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need help in backtrack algorithm

Discussion in 'C++' started by AmaScatman, Nov 6, 2008.

  1. AmaScatman

    AmaScatman New Member

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    hi all..
    i need help in solving a backtrack algorithm using c++ .

    the program asks the user for a number , and the output will be all the sums of the number entered.. for example:

    if the user entered 10.. the output should be:
    1+2+3+4
    1+2+7
    1+3+6
    1+4+5
    1+9
    2+3+5
    2+8
    3+7
    4+6
    10

    example 2.. if the user entered 6.. the output should be:
    1+2+3
    1+5
    2+4
    6
     
  2. xpi0t0s

    xpi0t0s Mentor

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    Can you post the code you've got so far (use code blocks to make it easier to read, just wrap the code with [ code ] and [ /code ] (without spaces)) and let us know where you're stuck - what line of code is it where you have the problem, and what is it doing that you didn't expect, or not doing that you did?
     
  3. AmaScatman

    AmaScatman New Member

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    Code:
     
    #include <iostream.h>
    #include <conio.h>
    
    int val=0,start=0;
    
    void sumAlgo(int n){
    
    if(start==n){ cout<<n; return ;}
    
    val=0;
    start++;
    
    for(int i=0 ; i<n ; i++){
     val=start+i;
     if(n == val && i>start) cout<<start<<"+"<<i<<endl;
    }
    
    sumAlgo(n);
    }
    
    
    main(){
     int numb;
     cout<<"enter a number :";
     cin>>numb;
    
    sumAlgo(numb);
    getch();
    }
    
    well thats my code so far..... it only displays 2 sums--- for example:
    if the user eneter 10 the output will be:
    1+9
    2+8
    3+7
    4+6
    10

    so i need help in the "sumAlgo" function.. i think i should use a backtrack algorithm.... but i don't know how!!
    any suggestions??
     
  4. back from retirement

    back from retirement New Member

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    For expressing it as the sum of two numbers, I found it easey...but for greater than 2, I think I need to work out further....

    Code:
    #include<stdio.h>
    #include<conio.h>
    #include<malloc.h>
    
    void main()
    {
    int *a, *b;
    int i,m;
    printf("\nEnter your number=");
    scanf("%d",&m);
    a=(int *)malloc((m-1)*sizeof(int));
    b=(int *)malloc((m-1)*sizeof(int));
    for(i=0;i<m-1;i++)
    {
    a[i]=i+1;
    b[i]=m-i-1;
    }
    for(i=0;a[i]<=b[i];i++)
    {
    printf("\n%d+%d=%d\n", a[i],b[i],m);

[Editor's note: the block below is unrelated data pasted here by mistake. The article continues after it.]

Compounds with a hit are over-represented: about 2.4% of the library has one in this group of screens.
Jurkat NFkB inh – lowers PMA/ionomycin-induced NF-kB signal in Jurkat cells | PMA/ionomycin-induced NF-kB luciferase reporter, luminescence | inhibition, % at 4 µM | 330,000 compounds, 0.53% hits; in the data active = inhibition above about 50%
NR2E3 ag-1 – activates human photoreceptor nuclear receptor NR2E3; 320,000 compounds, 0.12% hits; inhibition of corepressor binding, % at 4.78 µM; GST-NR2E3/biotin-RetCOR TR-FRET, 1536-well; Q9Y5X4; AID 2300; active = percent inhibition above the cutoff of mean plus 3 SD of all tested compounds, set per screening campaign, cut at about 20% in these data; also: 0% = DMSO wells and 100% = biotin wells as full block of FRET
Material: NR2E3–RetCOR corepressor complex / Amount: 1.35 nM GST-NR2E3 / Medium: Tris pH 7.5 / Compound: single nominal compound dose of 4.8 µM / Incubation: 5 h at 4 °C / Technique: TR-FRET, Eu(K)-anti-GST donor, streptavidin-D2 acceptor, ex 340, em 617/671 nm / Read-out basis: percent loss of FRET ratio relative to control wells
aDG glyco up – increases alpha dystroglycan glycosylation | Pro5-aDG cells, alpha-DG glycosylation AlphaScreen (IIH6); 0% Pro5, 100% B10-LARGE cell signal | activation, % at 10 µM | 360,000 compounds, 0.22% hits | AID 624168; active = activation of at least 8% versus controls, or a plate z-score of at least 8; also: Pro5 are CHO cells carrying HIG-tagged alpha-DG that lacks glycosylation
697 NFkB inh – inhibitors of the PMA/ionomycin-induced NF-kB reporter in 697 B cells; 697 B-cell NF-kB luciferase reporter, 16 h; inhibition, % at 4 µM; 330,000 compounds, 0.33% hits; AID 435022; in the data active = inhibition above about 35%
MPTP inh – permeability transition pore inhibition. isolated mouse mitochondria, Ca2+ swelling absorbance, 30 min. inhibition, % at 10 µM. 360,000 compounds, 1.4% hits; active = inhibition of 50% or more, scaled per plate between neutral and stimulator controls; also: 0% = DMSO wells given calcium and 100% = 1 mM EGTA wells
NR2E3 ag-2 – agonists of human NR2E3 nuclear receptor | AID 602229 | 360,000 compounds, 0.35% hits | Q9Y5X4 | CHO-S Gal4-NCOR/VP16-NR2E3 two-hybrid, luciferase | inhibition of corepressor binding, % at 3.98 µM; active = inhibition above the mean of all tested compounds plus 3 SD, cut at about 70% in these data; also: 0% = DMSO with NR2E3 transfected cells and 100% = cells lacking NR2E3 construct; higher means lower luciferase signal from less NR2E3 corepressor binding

}
    getch();
    }
    
    Cheers....
     
  5. back from retirement

    back from retirement New Member

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    Right now I worked it out for three nos. as well....but for n nos. the printing statement is troubling me....I think it'll need more time....

    Code:
    #include<stdio.h>
    #include<conio.h>
    #include<malloc.h>
    
    void main()
    {
    int *a, *b, *c;
    int i,j,k,m,sum;
    printf("\nEnter your number=");
    scanf("%d",&m);
    a=(int *)malloc((m-1)*sizeof(int));
    b=(int *)malloc((m-1)*sizeof(int));
    c=(int *)malloc((m-1)*sizeof(int));
    for(i=0;i<m-1;i++)
    {
    a[i]=i+1;
    b[i]=i+1;
    c[i]=i+1;
    }
    for(i=0;i<m-1;i++)
    {
    for(j=0;j<m-1;j++)
    {
    for(k=0;k<m-1;k++)
    {
    sum=a[i]+b[j]+c[k];
    if(sum==m)
    printf("\n%d+%d+%d=%d\n", a[i],b[j],c[k],m);
    else
    sum=0;
    }
    }
    }
    getch();
    }
    
    BTW.....the program can be done in form of writing functions as well....

    Cheers....
     
  6. back from retirement

    back from retirement New Member

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    One more thing.....the last program is not void of showing repeated results, e.g. it is showing 1+1+8=10 and 1+8+1=10 and 8+1+1=10 all three....I need to work out there as well....

    Cheers....
     
  7. xpi0t0s

    xpi0t0s Mentor

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    Seems like a good use of recursion; top level looks at 1..n/2 (for n=10, it looks at 1-5), then deduct that from n and call itself. Subsequent levels look at 1..(n-(sum of all previous levels))/2.
     
  8. back from retirement

    back from retirement New Member

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    Yes....that's right....

    But for higher sum representation, what will be the expression??
    I mean say we want to print this sum

    "1+1+1+1+....n times=n" by means of printf....how are we gonna do that????
    Coz, we dunno what no. of "%d"s we are gonna use....
    This was the major problem I was facing...

    Cheers anyway...
     
  9. xpi0t0s

    xpi0t0s Mentor

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    Just printf one %d each time round a loop:
    Code:
    	printf("Enter a number: ");
    	char buf[32];
    	fgets(buf,30,stdin);
    	int max=atoi(buf);
    	for (int i=1; i<=max; i++)
    	{
    		printf("%d ",i);
    	}
    
    Output:
    Enter a number: 7
    1 2 3 4 5 6 7

    Or, to use your example:
    Code:
    	int max=atoi(buf);
    	for (int i=1; i<max; i++)
    	{
    		printf("1+");
    	}
    	printf("1=%d\n",max);
    
    Output:
    Enter a number: 5
    1+1+1+1+1=5